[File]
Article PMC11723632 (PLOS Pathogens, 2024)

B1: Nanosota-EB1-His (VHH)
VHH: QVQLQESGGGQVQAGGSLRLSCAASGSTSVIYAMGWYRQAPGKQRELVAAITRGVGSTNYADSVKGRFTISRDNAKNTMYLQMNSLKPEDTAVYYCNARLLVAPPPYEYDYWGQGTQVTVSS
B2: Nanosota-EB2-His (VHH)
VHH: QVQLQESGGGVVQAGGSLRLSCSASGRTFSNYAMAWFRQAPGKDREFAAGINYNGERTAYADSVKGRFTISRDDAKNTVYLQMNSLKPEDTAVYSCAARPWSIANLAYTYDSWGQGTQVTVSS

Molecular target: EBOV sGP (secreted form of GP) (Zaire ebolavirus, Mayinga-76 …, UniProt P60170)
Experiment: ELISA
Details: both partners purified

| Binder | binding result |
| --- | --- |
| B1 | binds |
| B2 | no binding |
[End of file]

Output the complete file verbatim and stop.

Article PMC11723632 (PLOS Pathogens, 2024)

B1: Nanosota-EB1-His (VHH)
VHH: QVQLQESGGGQVQAGGSLRLSCAASGSTSVIYAMGWYRQAPGKQRELVAAITRGVGSTNYADSVKGRFTISRDNAKNTMYLQMNSLKPEDTAVYYCNARLLVAPPPYEYDYWGQGTQVTVSS
B2: Nanosota-EB2-His (VHH)
VHH: QVQLQESGGGVVQAGGSLRLSCSASGRTFSNYAMAWFRQAPGKDREFAAGINYNGERTAYADSVKGRFTISRDDAKNTVYLQMNSLKPEDTAVYSCAARPWSIANLAYTYDSWGQGTQVTVSS

Molecular target: EBOV sGP (secreted form of GP) (Zaire ebolavirus, Mayinga-76 …, UniProt P60170)
Experiment: ELISA
Details: both partners purified

| Binder | binding result |
| --- | --- |
| B1 | binds |
| B2 | no binding |